Dwight CORMIER, Appellant, v. The STATE of Texas, Appellee.
We abated the appeal and directed the trial court to conduct a hearing in cause number 01-02-00256-CR, Dwight Cormier v. The State of Texas, because appellant filed in this Court a notice expressing a desire to represent himself on appeal. Our order requested findings from the trial court on these issues: (1) whether appellant wished to waive his right to counsel on appeal and proceed pro se; (2) if he did, whether the waiver of assistance of counsel was made voluntarily, knowingly, and intelligently; (3) whether any decision by appellant to proceed pro se was in the best interest of appellant and of the State; and (4) whether appellant was fully aware of the dangers and disadvantages of self-representation.
Appellant, R.P. Cornelius (court-appointed appellate counsel), and an assistant district attorney were present for the hearing. At its conclusion, the trial court found that appellant was voluntarily, knowingly, and intelligently waiving the assistance of counsel; that appellant was fully aware of the dangers and disadvantages of self-representation; and that self-representation was not in appellant's best interest. In making this last finding, the trial court noted that she had witnessed the trial at which appellant represented himself.
We order the appeal reinstated. We first consider whether a criminal appellant has a right to appellate self-representation. We conclude that there is no such right.
The United States Supreme Court addressed the question of whether there is a federal constitutional right to self-representation on direct appeal from a criminal conviction in Martinez v. Court of Appeal of California, 528 U.S. 152, 120 S.Ct. 684, 145 L.Ed.2d 597 (2000). The court examined its reasoning and holding in Faretta v. California, 422 U.S. 806, 95 S.Ct. 2525, 45 L.Ed.2d 562 (1975), and concluded that the constitutional right to represent oneself does not extend to the appellate process under either the Sixth Amendment or the Due Process Clause. The court observed that its holding does not preclude the states from recognizing a right to appellate self-representation under their own constitutions. Martinez, 528 U.S. at 163, 120 S.Ct. at 692. On the other hand, the court held that the states are clearly within their discretion to conclude that the government's interests in the fair and efficient administration of justice outweigh an invasion of the appellant's interest in self-representation. Id.1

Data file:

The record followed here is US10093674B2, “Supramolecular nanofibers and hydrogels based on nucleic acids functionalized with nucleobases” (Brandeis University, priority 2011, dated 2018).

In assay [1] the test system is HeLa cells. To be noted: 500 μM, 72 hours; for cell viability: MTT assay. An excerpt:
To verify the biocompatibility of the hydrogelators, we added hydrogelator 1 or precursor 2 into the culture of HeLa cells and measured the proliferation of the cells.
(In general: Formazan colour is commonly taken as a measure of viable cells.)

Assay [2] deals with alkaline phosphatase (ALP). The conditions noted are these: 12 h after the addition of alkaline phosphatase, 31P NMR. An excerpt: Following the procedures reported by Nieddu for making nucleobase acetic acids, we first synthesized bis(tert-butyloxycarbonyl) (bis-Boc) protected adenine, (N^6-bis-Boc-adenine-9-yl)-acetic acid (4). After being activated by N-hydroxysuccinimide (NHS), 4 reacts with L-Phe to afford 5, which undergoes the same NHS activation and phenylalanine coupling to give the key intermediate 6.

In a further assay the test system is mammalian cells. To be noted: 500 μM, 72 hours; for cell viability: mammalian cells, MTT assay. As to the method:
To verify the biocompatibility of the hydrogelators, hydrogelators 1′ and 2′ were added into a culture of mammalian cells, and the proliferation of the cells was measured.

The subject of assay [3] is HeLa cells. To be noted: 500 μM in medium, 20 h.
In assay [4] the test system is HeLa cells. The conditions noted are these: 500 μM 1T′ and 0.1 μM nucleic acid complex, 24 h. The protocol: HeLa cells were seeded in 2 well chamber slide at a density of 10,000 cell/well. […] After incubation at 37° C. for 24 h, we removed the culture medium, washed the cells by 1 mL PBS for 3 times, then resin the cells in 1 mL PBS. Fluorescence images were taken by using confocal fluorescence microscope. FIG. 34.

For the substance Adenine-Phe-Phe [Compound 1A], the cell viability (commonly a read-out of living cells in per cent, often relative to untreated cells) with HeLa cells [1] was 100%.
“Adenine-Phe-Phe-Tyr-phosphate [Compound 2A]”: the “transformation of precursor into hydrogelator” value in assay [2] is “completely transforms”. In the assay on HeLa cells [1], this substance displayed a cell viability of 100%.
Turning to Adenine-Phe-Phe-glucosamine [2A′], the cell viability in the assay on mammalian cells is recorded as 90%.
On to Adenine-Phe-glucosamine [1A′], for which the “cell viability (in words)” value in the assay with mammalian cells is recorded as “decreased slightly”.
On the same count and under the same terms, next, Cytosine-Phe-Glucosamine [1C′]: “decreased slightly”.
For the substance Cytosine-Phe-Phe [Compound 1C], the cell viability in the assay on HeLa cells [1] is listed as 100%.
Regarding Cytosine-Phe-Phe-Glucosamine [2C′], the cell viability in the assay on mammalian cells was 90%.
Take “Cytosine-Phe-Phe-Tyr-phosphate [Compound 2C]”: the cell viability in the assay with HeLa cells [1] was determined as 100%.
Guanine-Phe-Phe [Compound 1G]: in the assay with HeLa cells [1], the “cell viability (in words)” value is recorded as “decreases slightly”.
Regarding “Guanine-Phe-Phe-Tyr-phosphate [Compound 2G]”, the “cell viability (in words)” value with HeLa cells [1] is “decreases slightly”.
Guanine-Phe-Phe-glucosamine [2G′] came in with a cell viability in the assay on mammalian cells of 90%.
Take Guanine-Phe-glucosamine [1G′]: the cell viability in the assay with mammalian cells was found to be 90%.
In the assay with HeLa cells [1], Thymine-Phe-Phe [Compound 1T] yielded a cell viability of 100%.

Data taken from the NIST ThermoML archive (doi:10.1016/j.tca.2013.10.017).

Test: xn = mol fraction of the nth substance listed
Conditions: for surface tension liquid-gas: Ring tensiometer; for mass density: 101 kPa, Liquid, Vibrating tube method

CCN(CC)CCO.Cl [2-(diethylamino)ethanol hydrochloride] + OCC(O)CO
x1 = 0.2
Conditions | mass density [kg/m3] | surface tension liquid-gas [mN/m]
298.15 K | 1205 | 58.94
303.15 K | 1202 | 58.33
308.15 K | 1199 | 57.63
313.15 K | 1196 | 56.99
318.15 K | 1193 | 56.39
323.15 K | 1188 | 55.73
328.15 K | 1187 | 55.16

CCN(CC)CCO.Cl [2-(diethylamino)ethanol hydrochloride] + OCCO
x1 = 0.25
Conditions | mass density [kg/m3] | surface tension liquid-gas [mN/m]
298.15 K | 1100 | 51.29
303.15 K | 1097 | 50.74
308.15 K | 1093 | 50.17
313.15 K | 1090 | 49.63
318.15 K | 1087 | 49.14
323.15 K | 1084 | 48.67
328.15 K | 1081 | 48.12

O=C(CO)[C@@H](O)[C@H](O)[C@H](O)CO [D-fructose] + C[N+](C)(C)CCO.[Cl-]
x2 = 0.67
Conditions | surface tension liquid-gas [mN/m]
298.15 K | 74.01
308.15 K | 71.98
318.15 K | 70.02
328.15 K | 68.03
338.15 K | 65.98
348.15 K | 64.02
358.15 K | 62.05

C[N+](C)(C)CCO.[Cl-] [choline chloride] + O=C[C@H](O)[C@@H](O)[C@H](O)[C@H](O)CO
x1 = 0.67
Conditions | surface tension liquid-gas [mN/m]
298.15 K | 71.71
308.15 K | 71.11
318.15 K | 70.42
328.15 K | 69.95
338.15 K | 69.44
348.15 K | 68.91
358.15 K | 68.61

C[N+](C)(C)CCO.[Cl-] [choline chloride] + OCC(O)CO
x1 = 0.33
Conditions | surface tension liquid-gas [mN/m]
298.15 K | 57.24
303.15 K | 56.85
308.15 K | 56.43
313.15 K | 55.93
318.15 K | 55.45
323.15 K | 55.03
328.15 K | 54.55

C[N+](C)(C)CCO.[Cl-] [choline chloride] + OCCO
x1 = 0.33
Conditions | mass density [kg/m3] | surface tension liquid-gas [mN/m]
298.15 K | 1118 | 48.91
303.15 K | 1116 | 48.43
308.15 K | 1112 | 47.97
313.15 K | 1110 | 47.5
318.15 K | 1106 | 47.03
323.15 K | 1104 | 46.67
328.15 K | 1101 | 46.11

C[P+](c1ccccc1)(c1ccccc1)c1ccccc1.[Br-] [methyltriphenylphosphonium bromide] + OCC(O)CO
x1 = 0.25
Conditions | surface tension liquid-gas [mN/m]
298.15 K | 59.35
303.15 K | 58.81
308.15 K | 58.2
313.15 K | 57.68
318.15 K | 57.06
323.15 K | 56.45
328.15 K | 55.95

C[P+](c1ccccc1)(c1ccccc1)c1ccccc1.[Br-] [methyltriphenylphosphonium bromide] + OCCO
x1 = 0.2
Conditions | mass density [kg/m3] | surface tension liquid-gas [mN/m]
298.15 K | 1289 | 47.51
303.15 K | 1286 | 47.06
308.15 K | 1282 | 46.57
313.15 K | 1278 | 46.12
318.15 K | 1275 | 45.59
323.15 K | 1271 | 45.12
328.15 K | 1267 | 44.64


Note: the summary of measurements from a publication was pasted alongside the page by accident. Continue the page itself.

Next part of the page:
The Fourteenth Court of Appeals followed Martinez in Hadnot v. State, 14 S.W.3d 348, 350 (Tex.App.-Houston [14th Dist.] 2000) (order), and in Massingill v. State, 14 S.W.3d 380, 382 (Tex.App.-Houston [14th Dist.] 2000) (order). The court of appeals denied requests to proceed pro se, finding that it would not be in the best interest of either party. Hadnot, 14 S.W.3d at 350; Massingill, 14 S.W.3d at 382. In doing so, the court acknowledged that no Texas court has recognized a state constitutional right to self-representation on direct appeal.2
The Sixth Court of Appeals allowed the appellant to proceed pro se on appeal in Stafford v. State, 63 S.W.3d 502, 506 (Tex.App.-Texarkana 2001, pet. ref'd), with this observation:
Stafford specifically asked to proceed pro se in his appeal of the revocation and has been allowed to do so. In connection with that determination, we point out that under the holding in Martinez v. Court of Appeal of California, Fourth Appellate Dist., 528 U.S. 152, 164, 120 S.Ct. 684, 145 L.Ed.2d 597 (2000), Stafford did not have a constitutional right to self-representation in an appeal from a criminal conviction, and we do not suggest that any broader right exists under the Texas Constitution that would compel this result.
Id., at 506. (Emphasis added.)
We agree with our sister courts of appeals that there is no Texas constitutional right to appellate self-representation. The United States Supreme Court has concluded that there is no federal constitutional right to appellate self-representation. The Texas Code of Criminal Procedure does not include a right to appellate self-representation. Therefore, we will review requests for self-representation in appeals from criminal convictions on a case-by-case basis, considering the best interests of both the appellant and the State.
In the present case, appellant represented himself at trial. The same judge who presided over the trial concluded that it would not be in appellant's best interest to represent himself on appeal. Accordingly, while we respect appellant's genuine desire to proceed pro se, we nevertheless find that it would not be in his best interest. We also find that the State's interest in the fair and efficient administration of justice would not be served in this case by allowing appellant to represent himself.
Appellant's request to proceed pro se is denied. R.P. Cornelius remains appellant's counsel of record on appeal. We order appellant's brief due 30 days from the date of this order.
It is so ORDERED.
1. Justice Scalia opined that the issue could have been readily resolved by the fact that there is no constitutional right to appeal. Martinez, 528 U.S. at 165, 120 S.Ct. at 693 (Scalia, J., concurring). Likewise, Texas courts have held that our state constitution does not guarantee a right to appeal. Phynes v. State, 828 S.W.2d 1, 2 (Tex.Crim.App.1992); Ex parte Shumake, 953 S.W.2d 842, 844 (Tex.App.-Austin 1997, no pet.).
2. The Court of Criminal Appeals' opinion in Webb v. State, 533 S.W.2d 780, 783-84 (Tex.Crim.App.1976), recognizing a right to self-representation on appeal, was based on Faretta. See also Ex parte Davis, 818 S.W.2d 64, 65-66 (Tex.Crim.App.1991); Hubbard v. State, 739 S.W.2d 341, 342-43 (Tex.Crim.App.1987); Ex parte Thomas, 906 S.W.2d 22, 23-24 (Tex.Crim.App.1995).